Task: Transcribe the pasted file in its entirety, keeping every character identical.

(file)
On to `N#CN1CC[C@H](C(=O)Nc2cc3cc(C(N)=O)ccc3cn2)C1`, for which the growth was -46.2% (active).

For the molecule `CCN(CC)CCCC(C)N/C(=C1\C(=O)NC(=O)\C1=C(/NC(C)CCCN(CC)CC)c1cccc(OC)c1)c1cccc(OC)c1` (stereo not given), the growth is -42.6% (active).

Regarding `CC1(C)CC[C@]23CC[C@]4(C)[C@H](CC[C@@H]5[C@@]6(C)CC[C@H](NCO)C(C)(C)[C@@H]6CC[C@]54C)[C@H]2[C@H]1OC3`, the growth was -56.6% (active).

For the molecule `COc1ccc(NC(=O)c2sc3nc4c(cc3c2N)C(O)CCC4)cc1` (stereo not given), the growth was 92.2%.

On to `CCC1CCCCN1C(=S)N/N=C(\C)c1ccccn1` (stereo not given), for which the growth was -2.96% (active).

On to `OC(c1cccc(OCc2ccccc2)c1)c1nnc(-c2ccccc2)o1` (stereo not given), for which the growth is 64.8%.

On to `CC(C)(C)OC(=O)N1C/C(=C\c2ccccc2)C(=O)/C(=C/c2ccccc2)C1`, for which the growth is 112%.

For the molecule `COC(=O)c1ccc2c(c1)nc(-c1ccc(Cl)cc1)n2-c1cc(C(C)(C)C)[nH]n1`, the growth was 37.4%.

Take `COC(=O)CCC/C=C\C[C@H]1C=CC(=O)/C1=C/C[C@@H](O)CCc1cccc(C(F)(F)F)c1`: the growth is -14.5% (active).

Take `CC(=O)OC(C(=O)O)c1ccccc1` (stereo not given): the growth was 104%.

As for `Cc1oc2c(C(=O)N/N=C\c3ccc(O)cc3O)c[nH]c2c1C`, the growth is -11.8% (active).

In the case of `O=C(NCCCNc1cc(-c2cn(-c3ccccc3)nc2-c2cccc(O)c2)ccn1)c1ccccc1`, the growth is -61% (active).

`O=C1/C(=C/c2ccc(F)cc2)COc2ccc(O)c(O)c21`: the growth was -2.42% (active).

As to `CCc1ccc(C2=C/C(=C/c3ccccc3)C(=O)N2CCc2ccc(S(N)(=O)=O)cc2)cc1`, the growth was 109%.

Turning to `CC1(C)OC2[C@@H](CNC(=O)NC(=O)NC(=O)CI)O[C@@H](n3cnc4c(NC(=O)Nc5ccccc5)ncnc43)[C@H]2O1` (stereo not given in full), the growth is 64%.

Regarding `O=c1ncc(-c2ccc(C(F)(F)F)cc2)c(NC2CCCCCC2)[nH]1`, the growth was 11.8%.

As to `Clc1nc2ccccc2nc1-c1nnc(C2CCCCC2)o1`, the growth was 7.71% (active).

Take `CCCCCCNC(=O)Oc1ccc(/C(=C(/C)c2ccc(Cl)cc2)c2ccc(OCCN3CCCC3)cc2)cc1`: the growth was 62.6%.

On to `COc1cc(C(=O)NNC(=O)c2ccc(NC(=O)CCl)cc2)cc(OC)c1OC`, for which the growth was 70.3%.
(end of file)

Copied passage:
On to `N#CN1CC[C@H](C(=O)Nc2cc3cc(C(N)=O)ccc3cn2)C1`, for which the growth was -46.2% (active).

For the molecule `CCN(CC)CCCC(C)N/C(=C1\C(=O)NC(=O)\C1=C(/NC(C)CCCN(CC)CC)c1cccc(OC)c1)c1cccc(OC)c1` (stereo not given), the growth is -42.6% (active).

Regarding `CC1(C)CC[C@]23CC[C@]4(C)[C@H](CC[C@@H]5[C@@]6(C)CC[C@H](NCO)C(C)(C)[C@@H]6CC[C@]54C)[C@H]2[C@H]1OC3`, the growth was -56.6% (active).

For the molecule `COc1ccc(NC(=O)c2sc3nc4c(cc3c2N)C(O)CCC4)cc1` (stereo not given), the growth was 92.2%.

On to `CCC1CCCCN1C(=S)N/N=C(\C)c1ccccn1` (stereo not given), for which the growth was -2.96% (active).

On to `OC(c1cccc(OCc2ccccc2)c1)c1nnc(-c2ccccc2)o1` (stereo not given), for which the growth is 64.8%.

On to `CC(C)(C)OC(=O)N1C/C(=C\c2ccccc2)C(=O)/C(=C/c2ccccc2)C1`, for which the growth is 112%.

For the molecule `COC(=O)c1ccc2c(c1)nc(-c1ccc(Cl)cc1)n2-c1cc(C(C)(C)C)[nH]n1`, the growth was 37.4%.

Take `COC(=O)CCC/C=C\C[C@H]1C=CC(=O)/C1=C/C[C@@H](O)CCc1cccc(C(F)(F)F)c1`: the growth is -14.5% (active).

Take `CC(=O)OC(C(=O)O)c1ccccc1` (stereo not given): the growth was 104%.

As for `Cc1oc2c(C(=O)N/N=C\c3ccc(O)cc3O)c[nH]c2c1C`, the growth is -11.8% (active).

In the case of `O=C(NCCCNc1cc(-c2cn(-c3ccccc3)nc2-c2cccc(O)c2)ccn1)c1ccccc1`, the growth is -61% (active).

`O=C1/C(=C/c2ccc(F)cc2)COc2ccc(O)c(O)c21`: the growth was -2.42% (active).

As to `CCc1ccc(C2=C/C(=C/c3ccccc3)C(=O)N2CCc2ccc(S(N)(=O)=O)cc2)cc1`, the growth was 109%.

Turning to `CC1(C)OC2[C@@H](CNC(=O)NC(=O)NC(=O)CI)O[C@@H](n3cnc4c(NC(=O)Nc5ccccc5)ncnc43)[C@H]2O1` (stereo not given in full), the growth is 64%.

Regarding `O=c1ncc(-c2ccc(C(F)(F)F)cc2)c(NC2CCCCCC2)[nH]1`, the growth was 11.8%.

As to `Clc1nc2ccccc2nc1-c1nnc(C2CCCCC2)o1`, the growth was 7.71% (active).

Take `CCCCCCNC(=O)Oc1ccc(/C(=C(/C)c2ccc(Cl)cc2)c2ccc(OCCN3CCCC3)cc2)cc1`: the growth was 62.6%.

On to `COc1cc(C(=O)NNC(=O)c2ccc(NC(=O)CCl)cc2)cc(OC)c1OC`, for which the growth was 70.3%.